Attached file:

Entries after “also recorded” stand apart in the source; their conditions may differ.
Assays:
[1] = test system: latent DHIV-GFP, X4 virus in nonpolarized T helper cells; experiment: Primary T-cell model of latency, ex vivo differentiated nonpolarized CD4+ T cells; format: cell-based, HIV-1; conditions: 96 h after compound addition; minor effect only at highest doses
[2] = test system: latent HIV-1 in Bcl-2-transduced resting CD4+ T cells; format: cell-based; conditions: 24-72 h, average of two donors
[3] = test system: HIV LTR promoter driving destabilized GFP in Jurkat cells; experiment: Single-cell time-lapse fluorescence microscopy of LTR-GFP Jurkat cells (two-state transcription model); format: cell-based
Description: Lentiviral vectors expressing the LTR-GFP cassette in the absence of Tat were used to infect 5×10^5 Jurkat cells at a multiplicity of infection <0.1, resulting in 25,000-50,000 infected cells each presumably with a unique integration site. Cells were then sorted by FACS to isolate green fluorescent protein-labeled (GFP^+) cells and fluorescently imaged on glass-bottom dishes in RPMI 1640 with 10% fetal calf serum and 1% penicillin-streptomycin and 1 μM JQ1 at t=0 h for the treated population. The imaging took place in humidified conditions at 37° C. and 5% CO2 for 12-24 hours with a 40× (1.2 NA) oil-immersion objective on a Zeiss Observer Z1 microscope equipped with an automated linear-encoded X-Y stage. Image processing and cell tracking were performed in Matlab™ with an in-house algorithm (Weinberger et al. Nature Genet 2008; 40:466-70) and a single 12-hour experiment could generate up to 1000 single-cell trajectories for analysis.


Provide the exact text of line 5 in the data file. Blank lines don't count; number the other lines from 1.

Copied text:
[3] = test system: HIV LTR promoter driving destabilized GFP in Jurkat cells; experiment: Single-cell time-lapse fluorescence microscopy of LTR-GFP Jurkat cells (two-state transcription model); format: cell-based